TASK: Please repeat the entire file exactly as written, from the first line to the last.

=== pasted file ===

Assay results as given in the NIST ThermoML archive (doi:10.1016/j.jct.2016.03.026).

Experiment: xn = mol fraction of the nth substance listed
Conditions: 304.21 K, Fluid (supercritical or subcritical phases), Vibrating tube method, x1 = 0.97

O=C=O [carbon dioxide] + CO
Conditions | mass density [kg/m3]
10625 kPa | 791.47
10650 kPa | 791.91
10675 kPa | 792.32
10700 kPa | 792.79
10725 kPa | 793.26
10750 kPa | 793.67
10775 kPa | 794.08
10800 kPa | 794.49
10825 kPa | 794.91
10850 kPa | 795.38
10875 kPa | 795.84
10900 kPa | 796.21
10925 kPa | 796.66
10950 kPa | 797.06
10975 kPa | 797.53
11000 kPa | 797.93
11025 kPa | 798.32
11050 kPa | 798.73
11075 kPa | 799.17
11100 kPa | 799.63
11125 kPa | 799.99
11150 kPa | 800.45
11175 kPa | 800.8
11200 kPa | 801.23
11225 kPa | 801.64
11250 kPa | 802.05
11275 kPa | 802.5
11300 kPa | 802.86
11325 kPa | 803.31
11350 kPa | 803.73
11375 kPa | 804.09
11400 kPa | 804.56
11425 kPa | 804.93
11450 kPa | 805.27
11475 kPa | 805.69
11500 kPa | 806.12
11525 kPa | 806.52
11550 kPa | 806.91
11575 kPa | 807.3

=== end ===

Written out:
Assay results as given in the NIST ThermoML archive (doi:10.1016/j.jct.2016.03.026).

Experiment: xn = mol fraction of the nth substance listed
Conditions: 304.21 K, Fluid (supercritical or subcritical phases), Vibrating tube method, x1 = 0.97

O=C=O [carbon dioxide] + CO
Conditions | mass density [kg/m3]
10625 kPa | 791.47
10650 kPa | 791.91
10675 kPa | 792.32
10700 kPa | 792.79
10725 kPa | 793.26
10750 kPa | 793.67
10775 kPa | 794.08
10800 kPa | 794.49
10825 kPa | 794.91
10850 kPa | 795.38
10875 kPa | 795.84
10900 kPa | 796.21
10925 kPa | 796.66
10950 kPa | 797.06
10975 kPa | 797.53
11000 kPa | 797.93
11025 kPa | 798.32
11050 kPa | 798.73
11075 kPa | 799.17
11100 kPa | 799.63
11125 kPa | 799.99
11150 kPa | 800.45
11175 kPa | 800.8
11200 kPa | 801.23
11225 kPa | 801.64
11250 kPa | 802.05
11275 kPa | 802.5
11300 kPa | 802.86
11325 kPa | 803.31
11350 kPa | 803.73
11375 kPa | 804.09
11400 kPa | 804.56
11425 kPa | 804.93
11450 kPa | 805.27
11475 kPa | 805.69
11500 kPa | 806.12
11525 kPa | 806.52
11550 kPa | 806.91
11575 kPa | 807.3